The merry month of May

                      O THE month of May, the merry month of May,

                      So frolic, so gay, and so green, so green, so green

‘The Merry Month of May’, a sloshy poem of which the above is merely the opening, was written by the Elizabethan dramatist, Thomas Dekker and originally published in The Shoemaker’s Holiday (1600). The discerning reader will require no more than the two lines cited to understand why Dekker’s name is somewhat less well-known than that of his contemporary, Shakespeare. It should also be pointed out, especially to younger readers, that Dekker’s usage of the adjectives ‘gay’ and ‘green’ have little, if anything, to do with their contemporary meaning.

But, there again, in the most contemporary context – that of 2010 – there is precious little linkage between ‘merry’ and ‘May’. Since we are not yet halfway through the month, there is yet hope that that may change, but the first part of May 2010 was not merry or gay for most people in Europe, and there was little to frolic about – unless you were Green in the modern and political sense of the word. European Greens are having a great month: in the UK, they won their first-ever seat in Parliament in the elections held on Thursday, May 6. Other than that, the election was a disaster, not only for Labour which actually lost, but for the Liberal Democrats who did poorly and were rewarded by being catapaulted directly into government, via a genuine coalition; and for the Conservatives, who failed to win and were saddled with the thankless task of governing a country undergoing a major crisis, with one hand now firmly tied behind their backs by the LibDem embrace. The coalition will founder in due course over the vexed question of electoral reform: the British now have a system that is totally undemocratic, in that most people’s votes are meaningless, the ‘winning’ party never gets as much as 40% of the total vote, and they have now added the instability of coalition machinations. And this is what supposedly intelligent and knowledgeable people want to import here!

 But the British Greens’ May frolic was a minor affair – a brief fling at Nine Mans’ Morris — compared to the resounding and totally unexpected defeat handed to the ruling coalition in Germany. Chancellor Angela Merkel’s Christian Democrats and her Liberal partners were booted out of office in the key region of North Rhine Westphalia, with the Social Democrats and, especially, the Greens, doing unexpectedly well. Behind this upset was the unhappiness of the average German at Mrs Merkel’s determination to bail out Greece and other ‘Club Med’ countries, primarily at German expense.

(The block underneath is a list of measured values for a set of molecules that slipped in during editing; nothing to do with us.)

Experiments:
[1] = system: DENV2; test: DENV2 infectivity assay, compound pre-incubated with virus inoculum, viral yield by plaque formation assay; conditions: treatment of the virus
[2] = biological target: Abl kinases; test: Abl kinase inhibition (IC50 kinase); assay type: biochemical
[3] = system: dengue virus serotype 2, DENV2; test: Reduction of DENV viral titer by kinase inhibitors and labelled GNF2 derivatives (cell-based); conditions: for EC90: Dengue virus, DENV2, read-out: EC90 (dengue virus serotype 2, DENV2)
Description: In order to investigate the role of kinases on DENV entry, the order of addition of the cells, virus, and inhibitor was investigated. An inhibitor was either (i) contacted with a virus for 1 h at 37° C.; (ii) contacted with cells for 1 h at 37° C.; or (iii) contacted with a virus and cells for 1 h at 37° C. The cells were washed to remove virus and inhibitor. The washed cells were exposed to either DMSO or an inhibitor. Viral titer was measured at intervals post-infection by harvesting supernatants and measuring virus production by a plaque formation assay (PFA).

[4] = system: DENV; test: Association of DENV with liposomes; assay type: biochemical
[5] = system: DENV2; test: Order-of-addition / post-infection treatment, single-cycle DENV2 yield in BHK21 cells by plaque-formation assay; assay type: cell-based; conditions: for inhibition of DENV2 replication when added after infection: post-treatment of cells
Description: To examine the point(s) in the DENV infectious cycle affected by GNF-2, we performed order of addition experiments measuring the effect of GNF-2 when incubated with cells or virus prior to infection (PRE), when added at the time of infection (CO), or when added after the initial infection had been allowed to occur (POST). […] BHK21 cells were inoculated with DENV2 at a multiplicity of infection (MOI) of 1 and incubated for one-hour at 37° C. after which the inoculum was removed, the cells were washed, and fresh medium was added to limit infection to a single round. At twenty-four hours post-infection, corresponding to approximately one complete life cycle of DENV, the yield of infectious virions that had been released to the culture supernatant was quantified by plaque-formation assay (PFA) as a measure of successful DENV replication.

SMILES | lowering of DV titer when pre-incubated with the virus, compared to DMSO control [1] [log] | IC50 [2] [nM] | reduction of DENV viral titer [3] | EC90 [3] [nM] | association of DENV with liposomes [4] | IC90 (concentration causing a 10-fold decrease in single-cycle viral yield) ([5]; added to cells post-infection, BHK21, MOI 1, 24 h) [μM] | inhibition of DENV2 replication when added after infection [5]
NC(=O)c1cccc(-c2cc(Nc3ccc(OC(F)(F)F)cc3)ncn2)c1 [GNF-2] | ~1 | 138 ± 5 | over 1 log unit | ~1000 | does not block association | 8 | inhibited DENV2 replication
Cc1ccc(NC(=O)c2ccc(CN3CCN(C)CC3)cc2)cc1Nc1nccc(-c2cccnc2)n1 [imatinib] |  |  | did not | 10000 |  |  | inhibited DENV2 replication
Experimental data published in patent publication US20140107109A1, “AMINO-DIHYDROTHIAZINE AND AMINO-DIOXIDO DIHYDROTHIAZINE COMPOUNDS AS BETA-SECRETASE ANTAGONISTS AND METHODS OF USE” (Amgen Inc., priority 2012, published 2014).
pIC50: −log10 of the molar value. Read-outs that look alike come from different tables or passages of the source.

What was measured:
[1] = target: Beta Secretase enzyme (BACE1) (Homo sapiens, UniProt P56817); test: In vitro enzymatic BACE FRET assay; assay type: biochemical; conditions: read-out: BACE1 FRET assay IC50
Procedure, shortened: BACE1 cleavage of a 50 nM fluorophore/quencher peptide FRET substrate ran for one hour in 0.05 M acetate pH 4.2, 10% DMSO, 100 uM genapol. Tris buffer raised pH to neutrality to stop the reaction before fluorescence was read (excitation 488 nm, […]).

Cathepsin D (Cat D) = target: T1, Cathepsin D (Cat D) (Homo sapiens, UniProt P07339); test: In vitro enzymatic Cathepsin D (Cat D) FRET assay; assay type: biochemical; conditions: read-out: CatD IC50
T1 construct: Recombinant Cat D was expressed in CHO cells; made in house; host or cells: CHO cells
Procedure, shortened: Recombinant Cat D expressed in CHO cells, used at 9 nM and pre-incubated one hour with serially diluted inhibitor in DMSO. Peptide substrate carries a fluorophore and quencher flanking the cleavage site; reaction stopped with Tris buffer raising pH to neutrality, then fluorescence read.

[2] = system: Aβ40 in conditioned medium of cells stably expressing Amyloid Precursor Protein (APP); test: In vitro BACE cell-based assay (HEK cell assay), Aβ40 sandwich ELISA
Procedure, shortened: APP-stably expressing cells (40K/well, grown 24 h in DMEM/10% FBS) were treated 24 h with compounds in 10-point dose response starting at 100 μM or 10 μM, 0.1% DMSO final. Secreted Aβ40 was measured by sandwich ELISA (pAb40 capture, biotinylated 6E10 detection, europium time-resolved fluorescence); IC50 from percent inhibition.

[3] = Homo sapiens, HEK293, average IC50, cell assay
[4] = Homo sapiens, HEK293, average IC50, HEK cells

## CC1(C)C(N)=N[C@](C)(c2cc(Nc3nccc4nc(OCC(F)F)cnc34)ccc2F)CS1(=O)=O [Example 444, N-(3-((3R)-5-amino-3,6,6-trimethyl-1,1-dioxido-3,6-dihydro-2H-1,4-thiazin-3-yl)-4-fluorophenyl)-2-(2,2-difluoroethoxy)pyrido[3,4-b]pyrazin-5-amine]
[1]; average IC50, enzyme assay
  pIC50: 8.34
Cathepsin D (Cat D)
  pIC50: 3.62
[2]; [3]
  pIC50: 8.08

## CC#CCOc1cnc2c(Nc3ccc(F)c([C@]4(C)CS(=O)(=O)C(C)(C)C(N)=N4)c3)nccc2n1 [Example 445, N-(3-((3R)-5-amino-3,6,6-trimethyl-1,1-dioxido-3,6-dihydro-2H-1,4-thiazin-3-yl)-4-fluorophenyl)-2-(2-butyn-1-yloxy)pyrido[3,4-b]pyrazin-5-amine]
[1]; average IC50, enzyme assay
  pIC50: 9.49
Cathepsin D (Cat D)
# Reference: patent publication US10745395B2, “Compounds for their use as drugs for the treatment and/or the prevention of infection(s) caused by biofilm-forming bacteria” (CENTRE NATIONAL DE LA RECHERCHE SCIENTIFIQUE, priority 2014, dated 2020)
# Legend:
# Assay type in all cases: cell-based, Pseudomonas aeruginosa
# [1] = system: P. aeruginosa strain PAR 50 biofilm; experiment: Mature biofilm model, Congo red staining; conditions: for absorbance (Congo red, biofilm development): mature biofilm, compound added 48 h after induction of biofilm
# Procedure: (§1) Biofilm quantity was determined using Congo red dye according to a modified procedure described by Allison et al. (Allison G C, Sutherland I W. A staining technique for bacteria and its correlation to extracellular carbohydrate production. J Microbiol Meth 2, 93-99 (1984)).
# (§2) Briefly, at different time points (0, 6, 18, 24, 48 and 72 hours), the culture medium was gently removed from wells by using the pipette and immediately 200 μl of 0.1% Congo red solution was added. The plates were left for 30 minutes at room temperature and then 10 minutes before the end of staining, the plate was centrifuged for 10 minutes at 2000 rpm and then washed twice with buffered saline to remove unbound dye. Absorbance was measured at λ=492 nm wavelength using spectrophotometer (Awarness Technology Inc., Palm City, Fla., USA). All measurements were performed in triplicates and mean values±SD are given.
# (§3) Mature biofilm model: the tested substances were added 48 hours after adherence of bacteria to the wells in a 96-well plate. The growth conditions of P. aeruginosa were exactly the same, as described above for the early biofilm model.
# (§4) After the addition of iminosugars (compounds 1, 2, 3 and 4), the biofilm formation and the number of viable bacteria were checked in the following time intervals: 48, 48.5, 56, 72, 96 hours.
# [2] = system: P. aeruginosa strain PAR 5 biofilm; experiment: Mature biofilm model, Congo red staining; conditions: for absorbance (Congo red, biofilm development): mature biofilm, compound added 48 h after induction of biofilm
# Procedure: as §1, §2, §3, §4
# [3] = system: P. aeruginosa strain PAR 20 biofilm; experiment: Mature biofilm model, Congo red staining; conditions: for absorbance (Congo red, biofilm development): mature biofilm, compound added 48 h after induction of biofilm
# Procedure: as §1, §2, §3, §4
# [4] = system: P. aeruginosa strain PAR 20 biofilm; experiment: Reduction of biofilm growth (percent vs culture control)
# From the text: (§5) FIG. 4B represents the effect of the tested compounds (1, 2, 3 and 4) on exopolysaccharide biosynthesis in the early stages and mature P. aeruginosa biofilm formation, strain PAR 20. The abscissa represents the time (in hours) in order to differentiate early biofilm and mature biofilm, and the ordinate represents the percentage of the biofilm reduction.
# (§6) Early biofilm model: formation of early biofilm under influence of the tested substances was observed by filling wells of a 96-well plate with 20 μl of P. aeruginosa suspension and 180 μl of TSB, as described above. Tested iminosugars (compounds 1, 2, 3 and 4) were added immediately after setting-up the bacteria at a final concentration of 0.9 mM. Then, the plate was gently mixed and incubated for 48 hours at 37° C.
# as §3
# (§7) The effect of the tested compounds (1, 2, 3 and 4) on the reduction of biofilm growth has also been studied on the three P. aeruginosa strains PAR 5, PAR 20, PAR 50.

Had the Rhinelanders known that that very day, Germany and the rest of the EU were cobbling together a bail-out package worth an astounding 1 trillion dollars for Greece, Portugal, Spain and Ireland, they would probably have painted the entire local parliament Green. Not that the Socialists and the Greens would have behaved differently, had they been in national office: this was a protest vote of the simplest sort, and that’s why the Greens’ frolic is somewhat hollow. But it’s clear better to be the beneficiary of a protest vote than the target of one…

This monstrous bail-out, on which at least a trillion words of commentary have been written in every known European language since last Sunday, will probably be viewed by historians as a key milestone on the road leading to the demise of the euro and the break-up of the European Monetary Union. There will yet be time, though, to revisit that topic. More importantly and more fundamentally, as many American commentators pointed out, the European mega-bailout of May 9 (which included massive, if indirect, American participation) represents another example of the extraordinary logic currently holding sway in the global economy, from Washington to Frankfurt to Beijing, whereby the response to a crisis stemming from excessive credit and irresponsible borrowing, is to apply another huge dose of borrowing and award it to those with proven records of extreme irresponsibility.

The immediate trigger for this bail-out was the pressure exerted by the financial markets, which caused European policy-makers to reverse their positions between Thursday and Sunday. Above all, the amazing and unprecedented 1,000-point collapse in half an hour in the Dow Jones Index on Thursday afternoon in New York, paralleled across virtually all financial markets, signaled the extent of the loss of confidence on the part of investors in governments around the world. The response of these governments was the trillion-dollar display of ‘shock and awe’ the following Sunday. Whether that will do anything more than temporarily prevent the global financial dam from crumbling remains to be seen. The strong rise in the price of gold and the continued weakness of the euro during this week suggest that the degree of shock and awe achieved was limited – although still more plentiful than the amount of merry and frolic on display this May.

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